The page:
"traceparent": "00-66ddaa021b1e36b938b0a05fc31cab4a-182d5a6805fef596-00"
    },
    "method": "GET",
    "body": "",
    "fresh": false,
    "hostname": "localhost",
    "ip": "::ffff:172.18.0.1",
    "ips": [],
    "protocol": "http",
    "query": {},
    "subdomains": [],
    "xhr": false,
    "os": {
    "hostname": "e55d9c00a158"
    },
    "connection": {}
    
  2. Now you want to ensure that the OTLP exporter is functioning correctly and that you can gain access to the trace. Start by opening a browser and accessing the Jaeger UI at http://localhost:16686. Once the page loads, click on the Search button, located in the title bar. From there, select the service that starts with NGINX from the drop-down menu in the Service field. Then select the operation named Otel from the drop-down menu called Operation. To make it easier to identify any issues, click on the Find Traces button to visualize the trace.
  3. Jaeger dashboard
    Figure 2: Jaeger dashboard
  4. To access a more detailed and comprehensive analysis of a specific trace, click on one of the individual traces available. This will provide you with valuable insights into the trace you have selected. In the trace below, you can review both the OpenTelemetry directive span attribute and the non-directive of the trace, allowing you to better understand the data at hand.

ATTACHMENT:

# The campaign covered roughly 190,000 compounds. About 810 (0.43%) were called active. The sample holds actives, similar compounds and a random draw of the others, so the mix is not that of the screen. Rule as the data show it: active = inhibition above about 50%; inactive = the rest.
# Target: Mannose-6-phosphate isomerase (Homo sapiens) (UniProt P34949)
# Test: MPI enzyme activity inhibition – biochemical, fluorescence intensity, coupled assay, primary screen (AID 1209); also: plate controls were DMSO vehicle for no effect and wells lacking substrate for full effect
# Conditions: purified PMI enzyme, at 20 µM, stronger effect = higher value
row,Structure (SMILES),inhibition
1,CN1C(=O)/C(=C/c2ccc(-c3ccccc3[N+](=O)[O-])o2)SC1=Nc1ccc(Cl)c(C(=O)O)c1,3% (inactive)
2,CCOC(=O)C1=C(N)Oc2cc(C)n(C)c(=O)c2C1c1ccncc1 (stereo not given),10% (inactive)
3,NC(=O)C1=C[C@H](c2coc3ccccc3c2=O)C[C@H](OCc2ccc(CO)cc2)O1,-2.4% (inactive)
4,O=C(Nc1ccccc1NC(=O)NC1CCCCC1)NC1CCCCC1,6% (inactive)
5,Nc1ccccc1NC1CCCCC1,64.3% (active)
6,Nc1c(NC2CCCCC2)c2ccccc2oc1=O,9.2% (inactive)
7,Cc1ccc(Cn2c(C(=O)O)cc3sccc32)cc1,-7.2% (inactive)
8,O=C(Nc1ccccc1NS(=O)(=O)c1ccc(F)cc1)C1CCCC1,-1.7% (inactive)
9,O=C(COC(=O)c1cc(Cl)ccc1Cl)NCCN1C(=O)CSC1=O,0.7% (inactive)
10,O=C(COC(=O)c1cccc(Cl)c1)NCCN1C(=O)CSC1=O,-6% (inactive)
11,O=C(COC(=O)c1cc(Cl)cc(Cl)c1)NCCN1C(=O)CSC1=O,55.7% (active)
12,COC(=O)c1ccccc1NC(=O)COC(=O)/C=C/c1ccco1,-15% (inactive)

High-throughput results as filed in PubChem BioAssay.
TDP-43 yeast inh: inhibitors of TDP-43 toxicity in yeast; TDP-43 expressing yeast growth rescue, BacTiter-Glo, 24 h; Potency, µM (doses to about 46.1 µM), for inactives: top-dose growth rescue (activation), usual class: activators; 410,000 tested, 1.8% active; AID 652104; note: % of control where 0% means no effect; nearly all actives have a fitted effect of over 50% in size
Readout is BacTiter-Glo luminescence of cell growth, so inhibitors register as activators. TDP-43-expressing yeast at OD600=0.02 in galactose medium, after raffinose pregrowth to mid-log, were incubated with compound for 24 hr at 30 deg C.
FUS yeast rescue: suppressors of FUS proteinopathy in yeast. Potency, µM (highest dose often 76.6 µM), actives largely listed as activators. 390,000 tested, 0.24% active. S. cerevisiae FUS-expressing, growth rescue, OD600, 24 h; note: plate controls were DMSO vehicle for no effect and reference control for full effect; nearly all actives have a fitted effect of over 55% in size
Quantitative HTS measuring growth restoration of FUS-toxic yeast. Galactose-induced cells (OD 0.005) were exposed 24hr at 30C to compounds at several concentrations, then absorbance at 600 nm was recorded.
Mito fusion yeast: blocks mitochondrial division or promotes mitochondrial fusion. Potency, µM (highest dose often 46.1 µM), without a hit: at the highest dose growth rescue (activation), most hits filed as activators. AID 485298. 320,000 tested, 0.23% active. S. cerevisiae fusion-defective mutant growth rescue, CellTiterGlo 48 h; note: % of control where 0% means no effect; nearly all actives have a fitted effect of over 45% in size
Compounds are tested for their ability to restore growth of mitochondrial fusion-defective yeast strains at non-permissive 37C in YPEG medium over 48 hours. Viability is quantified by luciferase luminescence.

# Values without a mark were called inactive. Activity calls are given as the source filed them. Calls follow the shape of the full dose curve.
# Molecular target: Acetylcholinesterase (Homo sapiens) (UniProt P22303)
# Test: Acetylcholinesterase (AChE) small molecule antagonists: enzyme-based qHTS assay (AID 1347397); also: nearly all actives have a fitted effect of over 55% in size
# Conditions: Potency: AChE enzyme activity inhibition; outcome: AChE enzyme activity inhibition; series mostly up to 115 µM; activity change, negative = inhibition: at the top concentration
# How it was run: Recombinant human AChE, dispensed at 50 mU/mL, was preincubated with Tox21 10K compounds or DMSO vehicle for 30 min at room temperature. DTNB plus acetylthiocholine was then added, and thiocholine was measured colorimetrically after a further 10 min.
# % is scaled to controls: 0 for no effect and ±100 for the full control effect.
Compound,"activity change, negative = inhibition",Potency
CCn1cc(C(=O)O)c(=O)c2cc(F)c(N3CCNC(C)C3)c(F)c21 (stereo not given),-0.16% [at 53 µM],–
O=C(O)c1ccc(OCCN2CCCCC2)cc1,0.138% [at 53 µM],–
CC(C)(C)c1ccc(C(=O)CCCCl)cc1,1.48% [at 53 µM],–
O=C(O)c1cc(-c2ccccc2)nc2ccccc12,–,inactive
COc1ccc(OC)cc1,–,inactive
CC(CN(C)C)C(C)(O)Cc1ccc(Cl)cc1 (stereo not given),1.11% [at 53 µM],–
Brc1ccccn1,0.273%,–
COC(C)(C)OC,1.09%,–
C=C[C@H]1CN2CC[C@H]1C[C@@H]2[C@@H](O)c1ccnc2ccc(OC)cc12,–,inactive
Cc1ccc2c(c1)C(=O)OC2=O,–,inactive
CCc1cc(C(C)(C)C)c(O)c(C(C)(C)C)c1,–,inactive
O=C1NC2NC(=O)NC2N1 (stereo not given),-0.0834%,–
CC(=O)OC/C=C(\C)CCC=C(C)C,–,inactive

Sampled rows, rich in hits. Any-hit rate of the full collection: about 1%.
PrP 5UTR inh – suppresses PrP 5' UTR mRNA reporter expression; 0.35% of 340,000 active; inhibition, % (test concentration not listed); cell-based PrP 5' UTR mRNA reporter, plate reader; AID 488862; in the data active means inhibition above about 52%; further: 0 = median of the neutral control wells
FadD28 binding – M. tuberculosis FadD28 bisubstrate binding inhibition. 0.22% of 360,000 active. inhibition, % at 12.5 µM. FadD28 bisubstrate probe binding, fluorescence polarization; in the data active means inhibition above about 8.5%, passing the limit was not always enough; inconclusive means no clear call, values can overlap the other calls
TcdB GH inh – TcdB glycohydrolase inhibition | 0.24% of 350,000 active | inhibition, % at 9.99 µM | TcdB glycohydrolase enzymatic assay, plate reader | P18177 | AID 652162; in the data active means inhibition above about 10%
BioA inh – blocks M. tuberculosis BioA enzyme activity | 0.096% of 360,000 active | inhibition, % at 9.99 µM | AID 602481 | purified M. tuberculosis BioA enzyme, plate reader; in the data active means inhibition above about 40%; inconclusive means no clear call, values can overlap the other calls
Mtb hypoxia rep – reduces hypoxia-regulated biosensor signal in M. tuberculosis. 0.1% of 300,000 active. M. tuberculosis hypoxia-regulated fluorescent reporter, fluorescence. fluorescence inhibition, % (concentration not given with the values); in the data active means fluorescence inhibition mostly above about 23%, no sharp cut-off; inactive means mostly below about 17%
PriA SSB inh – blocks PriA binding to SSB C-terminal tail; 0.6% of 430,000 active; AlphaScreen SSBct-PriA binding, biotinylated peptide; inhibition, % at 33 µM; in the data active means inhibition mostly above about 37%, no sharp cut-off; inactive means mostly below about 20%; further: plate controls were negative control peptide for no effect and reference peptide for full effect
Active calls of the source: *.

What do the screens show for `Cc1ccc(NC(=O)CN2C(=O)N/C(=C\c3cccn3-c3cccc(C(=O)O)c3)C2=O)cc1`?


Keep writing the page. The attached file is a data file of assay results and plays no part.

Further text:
5. Figure 3: Detailed analysis of the OpenTelemetry trace

    Under Tags you can see the following attributes:

    • demo – OTel – OpenTelemetry span attribute name
    • http.status_code field – 200 – Indicates successful creation
    • otel.library.name – nginx – OpenTelemetry service name

Conclusion

NGINX now has built-in support for OpenTelemetry, a significant development for tracing requests and responses in complex application environments. This feature streamlines the process and ensures seamless integration, making it much easier for developers to monitor and optimize their applications.

Although the OpenTracing module that was introduced in NGINX Plus R18 is now deprecated and will be removed starting from NGINX Plus R34, it will still be available in all NGINX Plus releases until then. However, it’s recommended to use the OpenTelemetry module, which was introduced in NGINX Plus R29.

If you’re new to NGINX Plus, you can start your 30-day free trial today or contact us to discuss your use cases.